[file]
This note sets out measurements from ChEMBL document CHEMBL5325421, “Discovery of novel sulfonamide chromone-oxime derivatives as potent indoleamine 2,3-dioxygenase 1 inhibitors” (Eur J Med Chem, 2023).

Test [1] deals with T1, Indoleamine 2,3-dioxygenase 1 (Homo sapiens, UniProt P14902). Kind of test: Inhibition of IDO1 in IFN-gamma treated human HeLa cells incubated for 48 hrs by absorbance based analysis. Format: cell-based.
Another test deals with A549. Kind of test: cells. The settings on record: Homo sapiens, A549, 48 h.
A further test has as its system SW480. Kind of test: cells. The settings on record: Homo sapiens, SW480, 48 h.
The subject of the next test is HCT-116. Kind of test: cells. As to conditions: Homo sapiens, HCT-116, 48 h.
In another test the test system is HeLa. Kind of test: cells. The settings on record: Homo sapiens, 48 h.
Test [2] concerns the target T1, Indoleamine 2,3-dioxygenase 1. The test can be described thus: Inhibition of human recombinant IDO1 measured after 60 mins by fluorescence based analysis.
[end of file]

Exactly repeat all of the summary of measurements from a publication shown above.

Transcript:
This note sets out measurements from ChEMBL document CHEMBL5325421, “Discovery of novel sulfonamide chromone-oxime derivatives as potent indoleamine 2,3-dioxygenase 1 inhibitors” (Eur J Med Chem, 2023).

Test [1] deals with T1, Indoleamine 2,3-dioxygenase 1 (Homo sapiens, UniProt P14902). Kind of test: Inhibition of IDO1 in IFN-gamma treated human HeLa cells incubated for 48 hrs by absorbance based analysis. Format: cell-based.
Another test deals with A549. Kind of test: cells. The settings on record: Homo sapiens, A549, 48 h.
A further test has as its system SW480. Kind of test: cells. The settings on record: Homo sapiens, SW480, 48 h.
The subject of the next test is HCT-116. Kind of test: cells. As to conditions: Homo sapiens, HCT-116, 48 h.
In another test the test system is HeLa. Kind of test: cells. The settings on record: Homo sapiens, 48 h.
Test [2] concerns the target T1, Indoleamine 2,3-dioxygenase 1. The test can be described thus: Inhibition of human recombinant IDO1 measured after 60 mins by fluorescence based analysis.